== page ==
4. Pros versus cons. The researchers believed that for most people, the desirable effects from eating less red / processed meat (a potential lower risk for cancer and heart disease) did not outweigh the undesirable effects (impact on life, burden of modifying cultural and personal meal preparation and eating habits).
  5. Other issues were not considered. The researchers acknowledge that their guideline didn’t consider issues of animal welfare and potential environmental impact. They admitted that their guideline may be less relevant for people who see these as important issues.

So what’s the bottom line?

Remember that we choose foods for many different reasons – cost, taste, nutrition, health, animal welfare and environmental concerns. No single food completely causes or prevents a health condition. But we do know that an overall healthy pattern of eating plus lifestyle habits can make a big difference to your well-being. News headlines can be sensational and the stories may not always give you the full picture.

As a dietitian and chef’s daughter, I wholeheartedly believe in enjoying delicious, wholesome food. Processed meat can add extra saturated fat and sodium to the diet – these are the nutrients we’re trying to limit. From a nutrient point of view, red meat is packed with protein, iron, zinc and vitamin B12. Whether you choose to eat red meat or not, keep your portions in check. Moderation is truly the key. And make sure to fill at least half your plate with Mother Nature’s superheroes – fruits and veggies.

Spot the Sugars

New food labels are coming and for the first time, you’ll see a Daily Value (DV) for “Sugars”. Health Canada has set a DV of 100 grams for total sugars. This includes sugars naturally found in foods such as fruits, veggies and unsweetened milk products, plus the sugars added to foods and the sugars found in foods like honey and maple syrup. Packaged foods with a Nutrition Facts table will now show the “Sugars” content as a percent of the 100 grams Daily Value (%DV).

Nutrition Facts table showing % Daily Value for sugars

But do most Canadians know where the sugars are in their foods?

Watch Sue’s fun TV Interview with Ben Mulroney (Co-host of Your Morning) to spot the sugars in different foods or find the interview here.

The Sweet Spot Workshop – with Chef Claire Tansey

Sue cooking with Chef Claire Tansey
Sue with Chef Claire Tansey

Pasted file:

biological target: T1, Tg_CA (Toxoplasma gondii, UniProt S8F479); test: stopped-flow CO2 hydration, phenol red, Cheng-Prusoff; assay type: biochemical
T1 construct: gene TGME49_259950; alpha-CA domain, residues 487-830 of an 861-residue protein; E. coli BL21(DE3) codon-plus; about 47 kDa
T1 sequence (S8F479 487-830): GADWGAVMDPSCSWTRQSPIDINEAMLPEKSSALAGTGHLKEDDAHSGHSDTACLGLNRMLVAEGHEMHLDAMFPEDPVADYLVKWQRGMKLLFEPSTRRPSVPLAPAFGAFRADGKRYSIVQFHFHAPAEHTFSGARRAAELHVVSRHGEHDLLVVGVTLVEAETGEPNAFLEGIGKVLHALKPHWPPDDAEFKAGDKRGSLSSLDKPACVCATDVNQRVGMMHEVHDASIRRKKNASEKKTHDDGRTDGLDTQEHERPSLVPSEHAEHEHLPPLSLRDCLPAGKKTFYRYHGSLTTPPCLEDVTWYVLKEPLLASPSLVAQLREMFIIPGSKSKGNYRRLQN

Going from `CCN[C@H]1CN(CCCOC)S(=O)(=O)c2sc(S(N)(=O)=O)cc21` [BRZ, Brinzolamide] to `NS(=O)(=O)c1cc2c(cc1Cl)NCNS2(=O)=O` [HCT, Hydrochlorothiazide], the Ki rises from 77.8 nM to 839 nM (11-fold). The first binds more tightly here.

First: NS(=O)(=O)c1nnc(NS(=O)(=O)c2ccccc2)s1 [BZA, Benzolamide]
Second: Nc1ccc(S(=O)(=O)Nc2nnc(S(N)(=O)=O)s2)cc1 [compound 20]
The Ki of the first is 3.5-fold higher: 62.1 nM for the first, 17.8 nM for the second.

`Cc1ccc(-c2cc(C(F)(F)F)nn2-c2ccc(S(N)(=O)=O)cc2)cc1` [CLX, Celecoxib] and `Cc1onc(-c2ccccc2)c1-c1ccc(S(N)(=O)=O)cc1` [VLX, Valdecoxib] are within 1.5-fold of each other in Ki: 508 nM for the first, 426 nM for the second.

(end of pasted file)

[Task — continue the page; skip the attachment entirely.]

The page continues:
I love food! And a big part of my job as a dietitian is to help Canadians love food too! I’m passionate about translating the complex science of nutrition into everyday healthy eating tips that make sense and are easy for people to follow. So when my dietitian colleagues at the Canadian Sugar Institute invited me to a hands-on cooking Sweet Spot Workshop with Chef Claire Tansey, I was excited to learn more!

First, some nutrition background

Recently, Health Canada announced new guidelines for sugars and also some new changes to how sugars will be shown on food labels.

Specifically, for the first time ever, there is a Daily Value for sugars, set at 100 grams. According to Health Canada, 100 grams isn’t meant to be the recommended amount of sugars to consume, but instead it’s an amount of sugars that is consistent with a healthy eating pattern. On food labels, the sugars content of the food will be listed in grams (g) and also as a percent of the Daily Value (% DV) (see below for the “NEW” image of the Nutrition Facts table).

 Now remember that 100 grams is the total from all types of sugars:

  • naturally occurring sugars (like the sugars found in fruit, veggies and unsweetened milk products);
  • added sugars (like different sugars that are added when cooking or processing food); and
  • free sugars (these are added sugars plus sugars that are naturally found in honey, syrups, fruit juices and fruit juice concentrates).
A comparison of the original Nutrition Facts table to the new one. The new one shows a % Daily Value for sugars.
Image source: Health Canada

Now, the food!

So what exactly does 100 grams of sugars look like when it comes to real food? That’s where the Sweet Spot Workshop comes in. Dietitians teamed up at the workshop to make a day’s menu of food – adding up to 100 grams of sugars, staying within the sodium and fat recommendations, and totalling no more than 2,000 calories (the average number of calories needed by an adult). So here’s what we made. All recipes were inspired by Claire’s latest cookbook Uncomplicated.

Breakfast

Instant Bircher Museli – made with oats, unsweetened apple juice, nuts and fresh pears and paired with a single serving of Greek yogurt – 28 g sugars

Lunch

Chilled Cucumber and Sesame Noodles with Tofu – made with soba noodles, maple syrup, sesame oil, cucumbers, tofu and edamame, served with sweet and sour bok choy – 7 g sugars

Snack

Assorted berries and cherries with a fruit / kale Greek yogurt smoothie – 29 g sugars

Dinner

Coconut Chicken Curry – made with chicken, coconut milk, ginger, curry paste, tomatoes and peas, served with steamed broccoli – 7 g sugars

Dessert

Plum-Almond Galette – made with fresh, local plums – 30 g sugars

The bottom line

You can definitely enjoy a variety of healthy meals with a small dessert AND stay within 100 grams of sugars for the day! Enjoy!


Photos by Flora Wang. Disclosure: This post was sponsored by the Registered Dietitians at the Canadian Sugar Institute, and I have received monetary compensation. As always, my own professional opinions and views are expressed.

Love to learn? Love to eat?

Sign up for my free nutrition news, tips, trends, recipes and fascinating food facts!